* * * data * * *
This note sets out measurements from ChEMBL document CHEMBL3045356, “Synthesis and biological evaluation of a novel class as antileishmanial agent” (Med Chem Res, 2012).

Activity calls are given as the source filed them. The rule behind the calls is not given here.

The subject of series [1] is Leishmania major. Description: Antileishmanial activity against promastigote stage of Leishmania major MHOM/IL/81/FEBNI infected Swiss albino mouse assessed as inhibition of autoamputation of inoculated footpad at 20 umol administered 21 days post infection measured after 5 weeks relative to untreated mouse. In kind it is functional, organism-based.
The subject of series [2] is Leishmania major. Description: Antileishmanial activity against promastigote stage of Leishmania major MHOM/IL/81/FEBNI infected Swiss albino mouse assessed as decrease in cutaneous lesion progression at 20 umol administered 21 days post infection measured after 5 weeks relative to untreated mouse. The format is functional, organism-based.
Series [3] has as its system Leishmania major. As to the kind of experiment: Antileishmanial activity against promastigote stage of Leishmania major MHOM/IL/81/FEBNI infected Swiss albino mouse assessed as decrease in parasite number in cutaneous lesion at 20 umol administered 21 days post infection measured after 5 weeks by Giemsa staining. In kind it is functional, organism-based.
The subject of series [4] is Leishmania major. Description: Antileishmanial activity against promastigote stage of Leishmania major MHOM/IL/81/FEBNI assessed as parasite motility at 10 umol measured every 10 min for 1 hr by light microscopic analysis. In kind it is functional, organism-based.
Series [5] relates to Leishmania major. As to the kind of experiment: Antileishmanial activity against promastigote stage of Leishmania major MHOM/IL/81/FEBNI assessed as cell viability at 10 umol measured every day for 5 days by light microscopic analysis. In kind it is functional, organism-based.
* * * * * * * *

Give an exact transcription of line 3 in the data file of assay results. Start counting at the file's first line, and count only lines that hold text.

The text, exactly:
The subject of series [1] is Leishmania major. Description: Antileishmanial activity against promastigote stage of Leishmania major MHOM/IL/81/FEBNI infected Swiss albino mouse assessed as inhibition of autoamputation of inoculated footpad at 20 umol administered 21 days post infection measured after 5 weeks relative to untreated mouse. In kind it is functional, organism-based.